I have not been able to get Tuesday night out of my mind. With a couple of days behind me, I am still troubled.
I contacted you about the conflicts with the dance and soccer schedule ahead of time. Dance is a year long activity that she has been working on since last September. Her recital is June 9, which accounts for 10 total days of conflicts with soccer. We attempted to work with you and each of her dance teachers to see what the best approach would be. Your response was:
I completely understand that all these girls have other commitments, but playing time is based on attendance and effort.
If she can get to practices by 7:45 that would be great!
Please let me share with you what Chloe’s day looked like on Tuesday. She set her alarm and got up at 4:30 am so that she could work on her schoolwork because she knew she had a busy night and wanted to make the effort to get to soccer, per your comment about effort above. We did not know she set her alarm - it was done on her own. She is in the middle of her yearly exams at school this week. She has a severe dyslexia, among other learning differences, that makes school and exams much more difficult for her than for her school mates.
I picked her up at 3:30 to go straight to her tutor, which she has to have for above learning issues. When I picked her up at 5, I had her dinner ready and she ate part of it in the car while she changed into her dance clothes. She danced from 5:30- 7:30. I picked her up at dance, 2 minutes from our house, to drive the 20 minutes up to soccer practice. (I thought I could get there in 15.) She ate the rest of her dinner while she changed into her soccer gear and talked about how proud of her the coaches would be because she made such a huge effort to get to practice. She had me drop her as close as possible, and ran all the way to where you were practicing.
“YOU ARE REALLY LATE. TAKE A LAP” is the greeting she got in front of her entire team and parents.
Chloe is not an over scheduled child. She does dance and soccer. That’s it. It just so happens that there are 10 days in the entire year where the two overlap. She has looked forward to this soccer season all winter. She was at the dome for winter training every week since January 2. Each week, she was hoping to meet the new coaches because they kept being told we will get the coaches soon. She has been at all the practices this spring with the exception of one when she was sick - including the ones in the rain when not many girls showed up.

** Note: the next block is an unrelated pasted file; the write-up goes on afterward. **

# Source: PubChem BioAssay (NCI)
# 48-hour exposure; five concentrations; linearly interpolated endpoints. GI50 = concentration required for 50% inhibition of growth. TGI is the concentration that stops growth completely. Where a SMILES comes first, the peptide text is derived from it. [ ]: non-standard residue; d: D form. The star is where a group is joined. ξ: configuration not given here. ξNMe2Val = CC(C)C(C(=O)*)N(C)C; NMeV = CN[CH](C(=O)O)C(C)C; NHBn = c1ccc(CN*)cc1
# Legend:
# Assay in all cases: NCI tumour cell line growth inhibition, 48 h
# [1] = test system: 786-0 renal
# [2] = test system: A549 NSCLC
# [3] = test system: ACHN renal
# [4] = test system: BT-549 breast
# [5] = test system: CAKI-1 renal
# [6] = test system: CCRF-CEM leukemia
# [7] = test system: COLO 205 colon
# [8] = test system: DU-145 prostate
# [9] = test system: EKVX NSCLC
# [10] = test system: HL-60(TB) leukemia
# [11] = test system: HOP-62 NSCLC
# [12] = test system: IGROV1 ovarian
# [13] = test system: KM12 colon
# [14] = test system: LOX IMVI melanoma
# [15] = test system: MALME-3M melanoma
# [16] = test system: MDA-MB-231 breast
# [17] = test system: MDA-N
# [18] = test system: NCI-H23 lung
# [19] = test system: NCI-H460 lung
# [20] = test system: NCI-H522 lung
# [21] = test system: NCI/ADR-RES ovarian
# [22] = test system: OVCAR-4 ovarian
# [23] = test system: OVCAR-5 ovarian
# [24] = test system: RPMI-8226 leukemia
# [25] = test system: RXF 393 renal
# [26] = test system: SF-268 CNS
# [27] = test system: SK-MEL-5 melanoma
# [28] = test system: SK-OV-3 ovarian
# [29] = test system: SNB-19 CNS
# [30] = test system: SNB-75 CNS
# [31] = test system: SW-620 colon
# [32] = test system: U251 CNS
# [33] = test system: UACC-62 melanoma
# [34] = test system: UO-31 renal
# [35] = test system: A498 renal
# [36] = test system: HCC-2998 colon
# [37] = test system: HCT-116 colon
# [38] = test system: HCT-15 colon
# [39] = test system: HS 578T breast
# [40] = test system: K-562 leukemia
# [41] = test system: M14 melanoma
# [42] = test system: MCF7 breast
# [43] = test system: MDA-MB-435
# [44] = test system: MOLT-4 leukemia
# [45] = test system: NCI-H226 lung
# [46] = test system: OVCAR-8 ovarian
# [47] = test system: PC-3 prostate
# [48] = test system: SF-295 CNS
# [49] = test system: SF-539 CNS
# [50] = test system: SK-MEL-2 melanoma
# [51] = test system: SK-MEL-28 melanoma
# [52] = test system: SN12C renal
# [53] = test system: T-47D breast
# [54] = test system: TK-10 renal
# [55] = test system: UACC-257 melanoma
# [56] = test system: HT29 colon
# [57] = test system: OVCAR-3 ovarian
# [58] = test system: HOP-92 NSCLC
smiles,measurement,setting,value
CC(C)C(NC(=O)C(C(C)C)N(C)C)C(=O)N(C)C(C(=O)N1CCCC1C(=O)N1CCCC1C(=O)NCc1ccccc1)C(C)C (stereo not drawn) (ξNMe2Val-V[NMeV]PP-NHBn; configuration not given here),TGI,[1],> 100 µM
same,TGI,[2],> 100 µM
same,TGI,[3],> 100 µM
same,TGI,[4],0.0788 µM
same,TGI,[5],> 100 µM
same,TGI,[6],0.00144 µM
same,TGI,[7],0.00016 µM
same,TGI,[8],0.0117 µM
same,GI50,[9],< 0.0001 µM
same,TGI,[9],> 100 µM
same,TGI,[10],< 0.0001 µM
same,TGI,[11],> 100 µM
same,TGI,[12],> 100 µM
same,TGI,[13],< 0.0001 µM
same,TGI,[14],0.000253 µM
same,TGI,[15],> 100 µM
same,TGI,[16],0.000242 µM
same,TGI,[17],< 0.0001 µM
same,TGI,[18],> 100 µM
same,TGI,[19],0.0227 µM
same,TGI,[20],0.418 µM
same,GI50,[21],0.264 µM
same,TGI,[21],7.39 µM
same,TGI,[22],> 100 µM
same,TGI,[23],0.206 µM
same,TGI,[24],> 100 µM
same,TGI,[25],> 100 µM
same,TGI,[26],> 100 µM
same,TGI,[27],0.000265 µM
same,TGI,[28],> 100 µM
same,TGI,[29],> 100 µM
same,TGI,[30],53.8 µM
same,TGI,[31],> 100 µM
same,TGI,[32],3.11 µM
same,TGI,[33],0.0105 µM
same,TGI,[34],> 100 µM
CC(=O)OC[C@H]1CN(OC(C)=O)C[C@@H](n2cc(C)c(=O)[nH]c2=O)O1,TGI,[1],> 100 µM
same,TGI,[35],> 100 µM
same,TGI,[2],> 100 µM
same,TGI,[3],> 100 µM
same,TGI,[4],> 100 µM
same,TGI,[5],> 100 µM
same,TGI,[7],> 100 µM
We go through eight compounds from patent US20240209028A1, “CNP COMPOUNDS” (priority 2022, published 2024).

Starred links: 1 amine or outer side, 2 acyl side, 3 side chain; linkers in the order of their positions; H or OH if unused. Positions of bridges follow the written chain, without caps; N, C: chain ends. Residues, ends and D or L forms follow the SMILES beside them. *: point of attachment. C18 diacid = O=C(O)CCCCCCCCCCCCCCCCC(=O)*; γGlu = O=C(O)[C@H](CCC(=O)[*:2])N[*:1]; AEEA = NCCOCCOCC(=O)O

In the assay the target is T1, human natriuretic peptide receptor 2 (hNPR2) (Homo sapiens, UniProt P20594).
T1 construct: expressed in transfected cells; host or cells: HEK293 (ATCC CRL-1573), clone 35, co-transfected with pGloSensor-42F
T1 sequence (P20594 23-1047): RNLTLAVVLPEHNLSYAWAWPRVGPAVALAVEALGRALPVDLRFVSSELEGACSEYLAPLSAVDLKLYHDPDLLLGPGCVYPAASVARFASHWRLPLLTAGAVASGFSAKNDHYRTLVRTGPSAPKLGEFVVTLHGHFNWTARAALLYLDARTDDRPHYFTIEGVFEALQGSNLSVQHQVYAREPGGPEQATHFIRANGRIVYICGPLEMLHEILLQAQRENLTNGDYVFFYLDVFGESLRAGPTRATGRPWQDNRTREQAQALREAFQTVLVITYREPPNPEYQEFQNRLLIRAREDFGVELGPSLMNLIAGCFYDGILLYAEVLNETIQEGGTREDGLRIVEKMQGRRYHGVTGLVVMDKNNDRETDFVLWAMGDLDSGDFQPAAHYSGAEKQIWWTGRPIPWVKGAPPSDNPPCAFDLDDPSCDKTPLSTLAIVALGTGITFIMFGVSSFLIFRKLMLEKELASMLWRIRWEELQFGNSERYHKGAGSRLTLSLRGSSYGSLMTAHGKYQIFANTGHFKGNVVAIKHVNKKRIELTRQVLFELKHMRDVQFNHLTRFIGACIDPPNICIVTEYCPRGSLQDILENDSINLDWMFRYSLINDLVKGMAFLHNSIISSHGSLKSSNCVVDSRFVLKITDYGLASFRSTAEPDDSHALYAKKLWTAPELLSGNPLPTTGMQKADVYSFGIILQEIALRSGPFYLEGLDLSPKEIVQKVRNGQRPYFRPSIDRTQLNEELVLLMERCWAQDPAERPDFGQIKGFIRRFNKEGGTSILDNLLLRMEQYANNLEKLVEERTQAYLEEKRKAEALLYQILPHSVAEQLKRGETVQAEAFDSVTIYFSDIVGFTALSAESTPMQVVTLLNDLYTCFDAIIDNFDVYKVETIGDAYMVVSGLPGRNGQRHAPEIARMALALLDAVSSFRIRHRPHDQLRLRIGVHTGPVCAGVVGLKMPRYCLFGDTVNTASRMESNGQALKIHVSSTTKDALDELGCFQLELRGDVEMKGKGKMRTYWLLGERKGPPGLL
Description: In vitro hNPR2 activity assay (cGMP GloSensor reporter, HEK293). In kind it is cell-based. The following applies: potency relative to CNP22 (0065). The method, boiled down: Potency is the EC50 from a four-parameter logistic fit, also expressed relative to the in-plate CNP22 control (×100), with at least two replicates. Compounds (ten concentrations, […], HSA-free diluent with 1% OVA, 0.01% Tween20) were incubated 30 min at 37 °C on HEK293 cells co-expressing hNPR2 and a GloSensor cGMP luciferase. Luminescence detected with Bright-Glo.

This is an 11 year old girls team. It is not college, high school, or even an elite team. She will probably never play in college as you did. But she will put in more effort than most. And give more energy than most. And she started this season with extreme enthusiasm and commitment.
When the parents were told that we were getting coaches that had never coached before, I WAS NOT one of the parents complaining. I said, “sometimes it’s good to have the new young ones because they have new ideas and are usually energetic and are not set in their ways.” I said this understanding that you had plenty of experience as a player, and understanding that you would learn as the season goes. Additionally, I understood that you didn’t have children of your own, and would not have that insight to help guide you.
And so I write this letter with the utmost respect. The girls are thrilled you are here. They are excited for a new season. They think it is really cool that you have played so much and really look up to you. They want to please you, and want to do good for you. You are a role model now. Please try to remember that these girls are eleven and have a lot going on in their lives. There are school pressures and social pressures, family pressures and extra curricular pressures. They are absolutely committed and excited to learn what you have to teach them. If you start to think they aren’t committed or you are frustrated with them, please take a minute to remember the day Chloe had and the effort she put in to get there.